Host-based intrusion protection systems, also referred to as “log watchers,” typically detect intrusions by monitoring system logs. Generally, host-based intrusion systems reside on the system to be protected. Host-based intrusion protection systems generally generate fewer “false-positives,” or an incorrect diagnosis of an attack, than network-based intrusion protection systems. Additionally, host-based intrusion protection systems may detect intrusions at the application level, such as analysis of database engine access attempts and changes to system configurations. Log-watching host-based intrusion protection systems generally cannot detect intrusions before the intrusion has taken place and thereby provide little assistance in preventing attacks. Log-watching host-based intrusion protection systems are not typically useful in preventing denial of service attacks because these attacks normally affect a system at the network interface card driver level. Furthermore, because log-watching hostbased intrusion protection systems are designed to protect a particular host, many types of network-based attacks may not be detected because of its inability to monitor network traffic. A host-based intrusion protection system may be improved by employing operating system application program interface hooks to prevent intrusion attempts.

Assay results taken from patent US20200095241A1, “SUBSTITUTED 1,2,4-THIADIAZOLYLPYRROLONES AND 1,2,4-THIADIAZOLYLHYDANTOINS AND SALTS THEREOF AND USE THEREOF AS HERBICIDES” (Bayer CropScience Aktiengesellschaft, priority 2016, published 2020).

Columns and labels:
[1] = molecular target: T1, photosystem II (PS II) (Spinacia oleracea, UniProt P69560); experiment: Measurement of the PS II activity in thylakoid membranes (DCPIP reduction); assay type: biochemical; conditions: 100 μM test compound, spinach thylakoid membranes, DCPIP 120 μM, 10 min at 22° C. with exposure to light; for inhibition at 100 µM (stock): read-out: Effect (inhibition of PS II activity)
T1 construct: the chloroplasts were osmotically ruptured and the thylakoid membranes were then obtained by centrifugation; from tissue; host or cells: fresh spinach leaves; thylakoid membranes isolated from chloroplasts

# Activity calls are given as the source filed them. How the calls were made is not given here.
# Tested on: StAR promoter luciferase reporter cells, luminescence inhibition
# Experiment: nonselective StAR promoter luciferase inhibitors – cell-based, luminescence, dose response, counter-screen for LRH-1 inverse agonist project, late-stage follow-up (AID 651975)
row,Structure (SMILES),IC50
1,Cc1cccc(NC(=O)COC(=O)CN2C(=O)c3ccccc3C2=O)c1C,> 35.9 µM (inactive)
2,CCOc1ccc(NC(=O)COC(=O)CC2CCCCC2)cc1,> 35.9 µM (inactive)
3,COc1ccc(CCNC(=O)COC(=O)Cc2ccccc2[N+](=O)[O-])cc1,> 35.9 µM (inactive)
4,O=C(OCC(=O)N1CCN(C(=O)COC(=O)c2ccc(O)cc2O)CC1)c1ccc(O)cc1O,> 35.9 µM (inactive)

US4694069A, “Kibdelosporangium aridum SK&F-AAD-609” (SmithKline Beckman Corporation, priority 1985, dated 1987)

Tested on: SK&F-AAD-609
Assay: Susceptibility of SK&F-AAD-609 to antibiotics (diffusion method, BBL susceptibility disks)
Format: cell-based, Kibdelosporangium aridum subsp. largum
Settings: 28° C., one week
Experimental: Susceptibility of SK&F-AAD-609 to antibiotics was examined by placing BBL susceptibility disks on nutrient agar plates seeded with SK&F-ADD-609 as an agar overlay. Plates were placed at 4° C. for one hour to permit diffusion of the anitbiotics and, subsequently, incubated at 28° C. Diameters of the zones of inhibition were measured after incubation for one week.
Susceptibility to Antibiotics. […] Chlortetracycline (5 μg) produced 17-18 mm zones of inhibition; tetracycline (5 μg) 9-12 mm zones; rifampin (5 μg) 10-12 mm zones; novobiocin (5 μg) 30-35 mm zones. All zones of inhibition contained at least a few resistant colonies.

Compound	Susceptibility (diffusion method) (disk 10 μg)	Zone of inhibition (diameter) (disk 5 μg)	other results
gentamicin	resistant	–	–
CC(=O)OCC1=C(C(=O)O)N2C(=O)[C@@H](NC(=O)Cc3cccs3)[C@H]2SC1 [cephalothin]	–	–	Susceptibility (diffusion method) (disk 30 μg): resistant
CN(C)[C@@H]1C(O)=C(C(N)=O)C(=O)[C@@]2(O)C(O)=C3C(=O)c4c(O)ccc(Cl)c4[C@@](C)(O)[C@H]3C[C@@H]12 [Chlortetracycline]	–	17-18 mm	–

Inline intrusion protection systems include embedded intrusion protection capabilities into the protocol stack of the system being protected. Accordingly, all traffic received by and originating from the system will be monitored by the inline intrusion protection system. Inline intrusion protection systems overcome many of the inherent deficiencies of network-based intrusion protection systems. For example, inline intrusion protection systems are effective for monitoring traffic on high-speed networks. Inline intrusion protection systems are often more reliable than networkbased intrusion protection systems because all traffic destined for a server having an inline intrusion protection system will pass through the intrusion protection layer of the protocol stack. Additionally, an attack may be prevented because an inline intrusion protection system may discard data identified as associated with an attack rather than pass the data to the application layer for processing. Moreover, an inline intrusion protection system may be effective in preventing attacks occurring on encrypted network links because inline intrusion protection systems may be embedded in the protocol stack at a layer where the data has been decrypted. Inline intrusion protection systems is also useful in detecting and eliminating a device from being used as an attack client in a distributed attack because outbound, as well as inbound, data is monitored thereby.